Figuring out whats going on in the mind of a baby is tricky, but Brigham Young University psychologist Ross Flom has a proven track record, having already discovered that babies understand the moods of dog barks and Beethoven symphonies.
For an encore, he sat 6- and 12-month old babies down in front of pictures of monkeys Barbary macaques, to be precise. Flom and his students tested whether the babies could spot subtle differences in the macaques facial features.
Both the 6-month-olds and the 12-month-olds succeeded. And the fact that the older children could do it is actually more surprising, for it calls into question a tenet of infant development called perceptual narrowing. The concept is that babies minds begin to narrow around six months of age and specialize and focus on the nuances of familiar things that they see and hear every day.
But with a simple twist to the kind of experiment that reinforced the theory, Flom and his students at BYU put forward new evidence in a report published June 29 in the journal Child Development.
It is assumed that infants face processing is developed within the first 6- to 9-months of age and after this critical period processing faces of unfamiliar races or unfamiliar species is permanently lost, said Flom. Our results show this is not the case, rather our results show continued flexibility in infants face processing.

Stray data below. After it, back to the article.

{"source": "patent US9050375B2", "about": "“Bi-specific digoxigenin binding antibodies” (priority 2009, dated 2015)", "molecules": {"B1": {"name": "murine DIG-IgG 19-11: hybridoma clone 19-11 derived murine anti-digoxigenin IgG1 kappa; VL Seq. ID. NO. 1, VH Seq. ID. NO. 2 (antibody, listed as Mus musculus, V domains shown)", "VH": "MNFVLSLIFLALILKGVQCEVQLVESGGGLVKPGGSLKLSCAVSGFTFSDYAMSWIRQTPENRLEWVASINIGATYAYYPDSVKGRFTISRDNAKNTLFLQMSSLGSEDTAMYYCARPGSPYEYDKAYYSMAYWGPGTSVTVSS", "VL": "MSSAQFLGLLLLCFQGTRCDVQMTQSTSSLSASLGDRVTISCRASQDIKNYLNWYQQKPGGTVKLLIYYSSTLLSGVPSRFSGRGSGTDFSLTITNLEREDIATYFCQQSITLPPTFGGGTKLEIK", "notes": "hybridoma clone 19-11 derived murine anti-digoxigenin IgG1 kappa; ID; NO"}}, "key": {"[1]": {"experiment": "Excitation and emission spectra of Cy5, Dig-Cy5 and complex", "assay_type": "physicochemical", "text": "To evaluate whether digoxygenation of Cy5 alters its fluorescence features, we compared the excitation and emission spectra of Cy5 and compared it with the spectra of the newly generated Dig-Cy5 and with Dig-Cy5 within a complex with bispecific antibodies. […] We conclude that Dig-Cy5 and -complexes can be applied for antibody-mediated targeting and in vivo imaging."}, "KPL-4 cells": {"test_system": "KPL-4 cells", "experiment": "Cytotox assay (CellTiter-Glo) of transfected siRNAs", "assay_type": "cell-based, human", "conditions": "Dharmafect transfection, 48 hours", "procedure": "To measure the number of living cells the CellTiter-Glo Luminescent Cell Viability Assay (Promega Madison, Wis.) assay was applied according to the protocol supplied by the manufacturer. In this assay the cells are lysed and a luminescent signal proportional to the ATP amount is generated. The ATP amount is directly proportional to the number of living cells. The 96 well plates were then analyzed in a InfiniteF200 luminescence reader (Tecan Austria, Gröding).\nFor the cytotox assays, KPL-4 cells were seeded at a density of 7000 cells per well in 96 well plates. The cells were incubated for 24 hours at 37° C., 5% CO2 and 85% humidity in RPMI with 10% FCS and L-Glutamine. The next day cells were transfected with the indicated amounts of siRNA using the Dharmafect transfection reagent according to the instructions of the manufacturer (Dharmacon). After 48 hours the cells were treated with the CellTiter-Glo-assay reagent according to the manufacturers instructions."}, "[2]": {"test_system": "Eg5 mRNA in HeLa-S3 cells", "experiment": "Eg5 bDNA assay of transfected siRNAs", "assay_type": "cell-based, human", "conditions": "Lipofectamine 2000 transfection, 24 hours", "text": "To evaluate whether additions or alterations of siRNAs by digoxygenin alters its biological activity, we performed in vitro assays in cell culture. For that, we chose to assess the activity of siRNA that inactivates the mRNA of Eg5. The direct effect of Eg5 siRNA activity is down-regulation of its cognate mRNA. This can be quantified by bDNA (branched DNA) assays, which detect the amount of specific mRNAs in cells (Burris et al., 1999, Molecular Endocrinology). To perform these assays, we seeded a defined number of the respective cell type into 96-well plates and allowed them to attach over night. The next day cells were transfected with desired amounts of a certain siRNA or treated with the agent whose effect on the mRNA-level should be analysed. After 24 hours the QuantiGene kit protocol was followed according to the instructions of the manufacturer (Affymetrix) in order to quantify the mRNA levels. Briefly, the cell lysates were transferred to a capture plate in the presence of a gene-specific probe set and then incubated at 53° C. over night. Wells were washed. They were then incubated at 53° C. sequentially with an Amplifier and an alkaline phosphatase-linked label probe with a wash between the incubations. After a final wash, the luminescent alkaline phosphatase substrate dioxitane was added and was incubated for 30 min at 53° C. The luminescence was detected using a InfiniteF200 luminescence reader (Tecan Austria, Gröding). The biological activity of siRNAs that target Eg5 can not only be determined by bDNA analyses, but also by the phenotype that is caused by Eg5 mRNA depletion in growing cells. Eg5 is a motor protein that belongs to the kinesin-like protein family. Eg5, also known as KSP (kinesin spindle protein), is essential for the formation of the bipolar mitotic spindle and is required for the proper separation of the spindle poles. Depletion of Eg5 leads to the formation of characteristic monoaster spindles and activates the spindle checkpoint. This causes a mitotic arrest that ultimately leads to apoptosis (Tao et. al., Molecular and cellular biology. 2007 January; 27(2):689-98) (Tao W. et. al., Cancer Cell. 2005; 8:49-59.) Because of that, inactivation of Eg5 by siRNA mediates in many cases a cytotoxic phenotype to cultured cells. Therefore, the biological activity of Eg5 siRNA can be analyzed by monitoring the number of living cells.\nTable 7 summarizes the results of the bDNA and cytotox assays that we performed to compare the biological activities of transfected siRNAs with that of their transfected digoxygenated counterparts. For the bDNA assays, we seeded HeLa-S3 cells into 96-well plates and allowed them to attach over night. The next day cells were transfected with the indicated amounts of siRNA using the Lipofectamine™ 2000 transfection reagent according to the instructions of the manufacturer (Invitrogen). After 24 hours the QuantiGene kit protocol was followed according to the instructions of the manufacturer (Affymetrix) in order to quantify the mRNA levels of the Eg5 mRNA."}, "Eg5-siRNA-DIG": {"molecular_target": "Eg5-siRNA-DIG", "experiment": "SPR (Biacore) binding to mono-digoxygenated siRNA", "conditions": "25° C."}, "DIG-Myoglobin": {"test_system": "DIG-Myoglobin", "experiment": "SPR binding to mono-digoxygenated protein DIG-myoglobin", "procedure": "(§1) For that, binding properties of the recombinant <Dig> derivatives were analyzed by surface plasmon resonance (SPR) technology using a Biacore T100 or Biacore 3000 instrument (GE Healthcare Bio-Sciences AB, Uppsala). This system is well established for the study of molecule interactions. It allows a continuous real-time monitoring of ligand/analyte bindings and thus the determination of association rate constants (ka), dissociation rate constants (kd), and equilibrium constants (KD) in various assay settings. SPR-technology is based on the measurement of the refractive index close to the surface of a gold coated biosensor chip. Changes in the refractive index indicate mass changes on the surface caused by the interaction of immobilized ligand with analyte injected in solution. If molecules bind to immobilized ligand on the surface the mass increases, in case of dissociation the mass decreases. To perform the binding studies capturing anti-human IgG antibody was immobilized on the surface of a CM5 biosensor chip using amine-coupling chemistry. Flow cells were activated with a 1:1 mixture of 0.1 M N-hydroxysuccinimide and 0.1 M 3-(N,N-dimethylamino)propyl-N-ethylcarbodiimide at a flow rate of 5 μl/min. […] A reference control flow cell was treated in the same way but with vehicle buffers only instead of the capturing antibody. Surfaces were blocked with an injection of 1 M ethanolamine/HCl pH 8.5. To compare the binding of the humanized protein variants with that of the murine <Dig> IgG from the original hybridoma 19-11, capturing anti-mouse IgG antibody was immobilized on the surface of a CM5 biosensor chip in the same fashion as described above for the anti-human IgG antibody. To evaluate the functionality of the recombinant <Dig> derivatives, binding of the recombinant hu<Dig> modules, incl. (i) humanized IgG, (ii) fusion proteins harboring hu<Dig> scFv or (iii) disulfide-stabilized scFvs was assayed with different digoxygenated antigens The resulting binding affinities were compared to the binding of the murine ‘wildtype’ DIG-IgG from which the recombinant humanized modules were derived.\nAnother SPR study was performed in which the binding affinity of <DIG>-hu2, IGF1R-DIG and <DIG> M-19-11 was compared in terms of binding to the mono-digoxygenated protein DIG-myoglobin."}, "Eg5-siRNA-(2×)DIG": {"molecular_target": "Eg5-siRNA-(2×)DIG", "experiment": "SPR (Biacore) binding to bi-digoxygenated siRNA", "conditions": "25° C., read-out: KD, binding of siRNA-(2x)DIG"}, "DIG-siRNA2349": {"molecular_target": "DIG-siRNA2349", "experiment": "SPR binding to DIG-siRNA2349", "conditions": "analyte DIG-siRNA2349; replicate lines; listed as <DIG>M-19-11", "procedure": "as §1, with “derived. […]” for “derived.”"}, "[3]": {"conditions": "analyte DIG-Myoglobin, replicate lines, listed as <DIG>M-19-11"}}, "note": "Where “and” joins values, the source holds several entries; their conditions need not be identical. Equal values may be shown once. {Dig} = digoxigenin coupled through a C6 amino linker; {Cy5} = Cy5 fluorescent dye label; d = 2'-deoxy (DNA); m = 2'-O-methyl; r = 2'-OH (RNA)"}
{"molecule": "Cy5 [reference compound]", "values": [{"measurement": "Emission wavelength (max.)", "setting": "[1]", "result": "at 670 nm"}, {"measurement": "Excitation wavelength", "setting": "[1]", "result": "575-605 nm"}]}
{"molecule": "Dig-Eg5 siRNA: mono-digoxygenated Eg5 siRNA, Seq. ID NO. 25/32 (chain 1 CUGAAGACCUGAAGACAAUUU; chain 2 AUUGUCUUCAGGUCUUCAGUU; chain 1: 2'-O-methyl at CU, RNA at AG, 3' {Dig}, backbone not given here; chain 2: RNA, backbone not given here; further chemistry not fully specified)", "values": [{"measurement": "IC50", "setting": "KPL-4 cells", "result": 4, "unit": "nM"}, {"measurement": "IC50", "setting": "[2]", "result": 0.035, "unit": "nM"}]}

The BYU team designed the study to mimic previous research that had given rise to the concept of narrowing. Each baby looked at a picture of a Barbary macaque for 20 seconds to become familiar with it. Then they were shown for 5 seconds a pair of different macaques. When infants noticed one face was different or new, they spent more time looking at it. With these time limits, the younger babies outperformed the 12-month-olds.
But Flom and his students gave the old experimental design a new twist: In a second experiment, the amount of time infants had to learn the face was doubled. With the extra time, 12-month-old children got it right and were able to tell the faces apart.
These results show that the face processing system is more open or flexible than previously thought, Flom said. These also show that while 12-month-olds can tell the two faces apart it remains a harder task for the 12-month-olds than previous work with 6-month-olds.
So, why use monkey faces?
Our face processing system is shaped by experience and it is presumed most infants have minimal exposure to monkey faces compared to human faces, Flom said.
Three former students, Joseph Fair, Jacob Jones and Justin Martin, appear as co-authors on the new study with Professor Flom.
Research disclosure: Though this study involves babies and monkeys, it received no financial support from the viral YouTube video Baby Monkey (Going Backwards on a Pig).